Hello everyone.

Five months ago, there was a question posted to EA reddit asking about supporting Russian protestors and whether this was a good cause for altruism: https://www.reddit.com/r/EffectiveAltruism/comments/t5csvr/supporting_russian_protestors_as_the_safest_way/ (I also noticed some interest on this forum as well, e.g. here).

Recently, one of the protest groups that I'm involved with has created a Russian Resistance website that explains what is happening and provides some options to support Russian antiwar protesters by throwing money at them. The Russian protesters are mainly operating covertly, since the degree of political repression has increased drastically since the beginning of the war, but are doing many amazing things.

(Did you know that some brave people have managed to sabotage the Trans-Siberian Railway? And the date of that event was June 29, the Russian Partisans and Underground Fighters Day? Unfortunately, we don't have the technology to safely financially support these sorts of things yet, but it actually looks like a job for something not quite unlike Assassination markets)

Could it help stop the war? Could it hasten the regime change and/or increase the odds of Russia finally moving away from authoritarian rule? Is it more effective at preventing suffering than donating to Ukrainian refugees and/or drafting a letter about new sanctions/arms delivery to your politician of choice?

I don't know, honestly. I'm afraid it's your call to make. However, putting out this information wouldn't hurt, would it? By the way, if you have any ideas or good scholarly sources on tackling this sort of questions - I would be glad to hear them.
 

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Could it hasten the regime change and/or increase the odds of Russia finally moving away from authoritarian rule? 

Could it push Russia to be even more totalitarian (the standard response of governments towards sabotage)?

That's a valid concern, but I don't think so. Some things to consider: 

  • Resources are already stretched pretty thin with the actual war going on. There's going to be a moment when there's no money for repression machine. That wasn't realistic before, but now, with various sanctions, it is.
  • From the "After Putin: Lessons from Autocratic Leadership Transitions" paper: "Though authoritarianism typically continues when authoritarian leaders exit, one positive note is that repressive conditions tend to ease in the five-year period afterwards".
  • There's a difference between sabotage and terrorist tactics. The latter do not really work except in a "we will force you to spend a lot of money on security" sense. The former not just "sends a message" -- more importantly, it directly denies resources and makes governing harder.


Additional viewpoint that might be relevant:  if you believe the duration of the war to be mainly time-dependent (e.g. "everything will end the day Putin dies or the day Ukraine gets a shipment of modern weapons") instead of resource-dependent (e.g. "everything will end the day there are no Russian volunteer soldiers anymore") then each railway delay means some amount of civilian lives saved.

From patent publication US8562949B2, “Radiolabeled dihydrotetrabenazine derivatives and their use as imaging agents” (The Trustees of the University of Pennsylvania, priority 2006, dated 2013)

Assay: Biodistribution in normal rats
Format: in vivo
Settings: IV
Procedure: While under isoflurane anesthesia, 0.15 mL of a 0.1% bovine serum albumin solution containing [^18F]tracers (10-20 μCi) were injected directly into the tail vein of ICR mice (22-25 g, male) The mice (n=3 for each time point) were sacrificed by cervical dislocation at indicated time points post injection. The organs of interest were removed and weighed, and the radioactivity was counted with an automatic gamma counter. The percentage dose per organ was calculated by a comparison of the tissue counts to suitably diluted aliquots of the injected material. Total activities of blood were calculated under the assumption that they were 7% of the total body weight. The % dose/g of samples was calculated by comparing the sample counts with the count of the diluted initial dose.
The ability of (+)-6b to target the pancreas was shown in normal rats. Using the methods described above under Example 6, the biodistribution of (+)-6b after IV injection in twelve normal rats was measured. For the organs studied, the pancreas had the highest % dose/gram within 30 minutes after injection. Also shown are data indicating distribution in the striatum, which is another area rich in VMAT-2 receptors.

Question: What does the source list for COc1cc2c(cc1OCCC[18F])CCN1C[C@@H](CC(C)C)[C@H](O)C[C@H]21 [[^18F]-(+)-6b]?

Resources are already stretched pretty thin with the actual war going on. There's going to be a moment when there's no money for repression machine. That wasn't realistic before, but now, with various sanctions, it is.

Have you looked at North Korea?

Do you know of any historical examples where governments being short of money led to less repression?

Money also doesn't appear to be stretched thin: https://skeptics.stackexchange.com/questions/53559/did-the-russian-government-have-a-20-billion-euro-budget-surplus-in-the-first-has

I think this question is irrelevant, as the group in question almost certainly doesn't do any sabotage.

This post first says in the second paragraph that the group operates covertly. Then it follows up by saying in the third paragraph that brave people committed sabotage. That's a plausibly deniable way to suggest that some of the money will lead to supporting sabotage. 

Or it's a misleading way to attract funding. The hard thing about sabotage is that it's dangerous, not that it's expensive. Either they are doing it, then publicly fundraising for it shows they have poor judgement and money they get will soon be confiscated by the government. Or they're not doing it, then talking about it is (perhaps unintentionally) misleading. I think it's the latter, because overwhelming majority of opposition activists are not capable of executing that kind of thing. 
On the other hand, I heard quite a few stories about Russian opposition activists stealing laptops, borrowing money and never returning etc. Not saying Russian opposition is unusually untrustworthy, but they are no more trustworthy than an average person. Meaning you should apply your regular amount of caution to check that you are not donating to a scam. And if you send money hoping they will be spent on X, even though no one actually promised that and officially money are spent on something else, that's not even a scam. That's you scamming yourself.

I looked up what your group does. You hold pickets and spread antiwar agitation like this one:

Writing says "No to war"

There is no way to know if you also sabotage railways, but I'm guessing you don't, because if you sabotage railways, it would make sense to keep a low profile and not draw attention to yourself by making a website and writing things on fences.
 

So, what is your theory of change? I.e. what sequence of events do you imagine will lead from you writing things on fences to the war stopping?